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Give 4 Kids: Thor's story

Give 4 Kids: Thor's story

SPOKANE, Wash. - Pokemon, puppies, and playing outside. These are just some of the things 10-year-old Thor loves.

“He's got a big heart, he's very compassionate; He's a very loving child,” said Thor's father, Greg.

Thor also has big dreams of being in the spotlight, as an actor and singer.

“I like singing, and it calms me down so it's like a big thing for me to be able to sing,” Thor said.

But a couple of months ago, seemingly out of no where, the music in his heart was silenced by the thoughts in his head.

“He became scared of so many things, he was just clinging to us,” said Gina, Thor's mother.

“The thoughts got so bad and I was having nightmares and I couldn't go to sleep,” Thor explained.

It got so bad, in fact, they knew they needed to do something about it.

“I think that drive to the emergency room was pretty scary for us," Gina said. "I remember seeing things as we drove along, and having no idea what was going to happen at the other end.”

Thor and his family spent the next three days there. The absence of child psychiatry units in Spokane meant the Emergency Department was the family's only refuge.

Those days and nights were filled with a flow of doctors coming in and out of Thor's windowless room, asking question after question until finally, an answer: OCD.

But the type of Obsessive Compulsive Disorder Thor was diagnosed with is not the kind one typically sees portrayed on television shows, with obsessive cleaning and organization as the main symptoms.
Thor's OCD plagued his mind with intrusive thoughts; thoughts that caused his nightmares to creep into his daily life.

“That was really difficult and it did feel like our son was taken from us,” said Gina.

Thor describes it as a 'hijacking of the brain.' While the diagnosis gave one answer, it brought with it a lot more questions.

His mom wondered if things would ever get back to normal. “I remember thinking 'is life going to be different from this point on?'” she said.

And as time ticked away, it seemed the only answer was to continue to wait in the Emergency Department or return home to piece together a plan on their own.

“I think for us we felt like we were sort of on a tight rope,” said Greg.

Just when it seemed they were out of options, a new bit of hope arrived in the form of a program called Best.
 
Best is an out-patient program at Sacred Heart Children's Hospital  for kids struggling with mental health issues.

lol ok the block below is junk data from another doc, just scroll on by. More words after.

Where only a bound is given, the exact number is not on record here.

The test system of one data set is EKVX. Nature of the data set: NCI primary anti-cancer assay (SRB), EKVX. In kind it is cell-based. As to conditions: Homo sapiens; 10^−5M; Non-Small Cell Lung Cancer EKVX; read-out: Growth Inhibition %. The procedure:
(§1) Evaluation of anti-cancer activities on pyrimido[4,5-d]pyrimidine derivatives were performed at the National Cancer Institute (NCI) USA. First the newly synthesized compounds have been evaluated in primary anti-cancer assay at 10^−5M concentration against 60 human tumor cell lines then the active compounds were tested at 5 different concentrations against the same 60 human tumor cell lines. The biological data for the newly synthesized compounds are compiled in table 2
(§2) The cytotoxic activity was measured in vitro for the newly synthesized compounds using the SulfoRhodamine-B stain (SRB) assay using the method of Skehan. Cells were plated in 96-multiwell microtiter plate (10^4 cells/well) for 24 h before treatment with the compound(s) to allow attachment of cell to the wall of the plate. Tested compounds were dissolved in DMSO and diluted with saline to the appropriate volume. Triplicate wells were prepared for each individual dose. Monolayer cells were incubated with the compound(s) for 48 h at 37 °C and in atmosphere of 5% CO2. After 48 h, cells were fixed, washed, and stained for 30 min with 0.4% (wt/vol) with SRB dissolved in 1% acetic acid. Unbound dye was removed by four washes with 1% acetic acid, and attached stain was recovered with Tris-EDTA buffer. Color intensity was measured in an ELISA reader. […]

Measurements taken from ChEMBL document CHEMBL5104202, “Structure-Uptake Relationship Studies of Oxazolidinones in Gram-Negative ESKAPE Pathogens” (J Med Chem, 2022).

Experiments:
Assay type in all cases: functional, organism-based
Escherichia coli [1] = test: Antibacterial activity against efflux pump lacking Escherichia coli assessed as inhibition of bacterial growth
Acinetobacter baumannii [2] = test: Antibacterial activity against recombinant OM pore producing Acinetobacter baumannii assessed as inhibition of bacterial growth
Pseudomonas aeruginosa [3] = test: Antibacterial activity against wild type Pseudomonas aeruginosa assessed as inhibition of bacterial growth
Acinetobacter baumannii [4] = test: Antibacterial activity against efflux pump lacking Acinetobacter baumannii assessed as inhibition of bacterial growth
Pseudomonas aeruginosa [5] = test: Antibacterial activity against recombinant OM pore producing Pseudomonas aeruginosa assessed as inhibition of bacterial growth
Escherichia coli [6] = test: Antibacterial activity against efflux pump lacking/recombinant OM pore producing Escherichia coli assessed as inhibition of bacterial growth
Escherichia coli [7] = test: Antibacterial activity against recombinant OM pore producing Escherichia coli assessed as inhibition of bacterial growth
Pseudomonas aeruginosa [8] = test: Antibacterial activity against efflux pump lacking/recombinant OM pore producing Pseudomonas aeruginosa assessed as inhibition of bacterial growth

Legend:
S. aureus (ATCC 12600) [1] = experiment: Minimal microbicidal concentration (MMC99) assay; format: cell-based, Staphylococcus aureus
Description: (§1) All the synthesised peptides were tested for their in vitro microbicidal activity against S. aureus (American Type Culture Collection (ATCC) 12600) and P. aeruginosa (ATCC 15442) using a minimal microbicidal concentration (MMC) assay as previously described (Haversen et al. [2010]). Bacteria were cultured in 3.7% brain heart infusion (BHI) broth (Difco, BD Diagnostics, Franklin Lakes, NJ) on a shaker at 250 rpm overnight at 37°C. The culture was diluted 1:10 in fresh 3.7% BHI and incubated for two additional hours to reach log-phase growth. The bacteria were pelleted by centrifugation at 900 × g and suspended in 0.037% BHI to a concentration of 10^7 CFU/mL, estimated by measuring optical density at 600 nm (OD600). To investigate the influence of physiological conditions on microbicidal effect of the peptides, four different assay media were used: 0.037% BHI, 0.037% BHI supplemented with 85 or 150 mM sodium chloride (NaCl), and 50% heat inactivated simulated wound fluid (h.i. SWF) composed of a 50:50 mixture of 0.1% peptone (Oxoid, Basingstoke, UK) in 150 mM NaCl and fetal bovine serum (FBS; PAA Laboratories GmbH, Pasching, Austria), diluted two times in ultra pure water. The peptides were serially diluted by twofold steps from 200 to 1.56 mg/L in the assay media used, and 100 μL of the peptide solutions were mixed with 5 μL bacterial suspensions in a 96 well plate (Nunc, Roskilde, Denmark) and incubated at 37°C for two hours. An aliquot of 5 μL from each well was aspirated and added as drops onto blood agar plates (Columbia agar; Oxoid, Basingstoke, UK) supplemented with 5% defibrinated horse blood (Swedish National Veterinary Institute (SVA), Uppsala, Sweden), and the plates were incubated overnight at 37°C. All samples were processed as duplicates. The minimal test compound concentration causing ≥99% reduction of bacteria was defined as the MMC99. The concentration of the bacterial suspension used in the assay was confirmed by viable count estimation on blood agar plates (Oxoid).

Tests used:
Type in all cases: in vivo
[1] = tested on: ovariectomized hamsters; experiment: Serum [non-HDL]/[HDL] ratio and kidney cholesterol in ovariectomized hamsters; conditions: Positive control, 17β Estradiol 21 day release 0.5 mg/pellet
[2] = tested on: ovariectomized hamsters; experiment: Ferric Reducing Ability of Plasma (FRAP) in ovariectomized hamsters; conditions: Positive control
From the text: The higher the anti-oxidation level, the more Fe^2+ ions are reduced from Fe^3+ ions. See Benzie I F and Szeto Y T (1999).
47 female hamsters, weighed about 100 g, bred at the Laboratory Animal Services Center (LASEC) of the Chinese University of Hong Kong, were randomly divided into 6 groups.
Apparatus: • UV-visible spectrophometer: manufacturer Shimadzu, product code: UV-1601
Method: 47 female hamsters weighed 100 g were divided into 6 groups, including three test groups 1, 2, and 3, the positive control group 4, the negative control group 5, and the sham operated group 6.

Five days a week the children spend their day working with professionals like psychologists, counselors, nurses and teachers, all with the goal of getting them back to every day life.

“They kind of just help you understand what's going on. And how life is going to get change,” explained Thor.

“They have all the services that we would have had to put together on our own,” said Gina. “Had we left the emergency room and tried to pull all these things together I don't think we could have done it. I think we could envision that this might work for him.”

And sure enough, after just one week, it did.

“Everything just seemed to kind of change. And I could gradually feel myself getting better,” Thor said.

Gina feels better knowing her son is in good hands. “I know it's not going to be an easy route, but I can see we're headed toward recovery,” she said.

“It's a challenge not to see yourself as being OCD. But I think it's helped him realize that OCD is a thing separate from himself,” said Greg.

And now this little boy with big dreams of being in the spotlight is also determined to shine a light on his battle in hopes of helping others, and erasing the stigma surrounding mental illness.

“When we were asked as a family if we would consider doing this interview we talked about it, and Thor was the one who said we needed to do it, and the reason he said we needed to do it,” said Gina.

Thor wanted to share his message with other kids like him. “You know if there's other kids like me going into the Best program, I want them to know that it's okay to talk about it, it's all right to be different. And even if you feel like you're not normal, I know life is going to get better,” he said.

And with that renewed hope returns Thor's dreams for a future filled with song.


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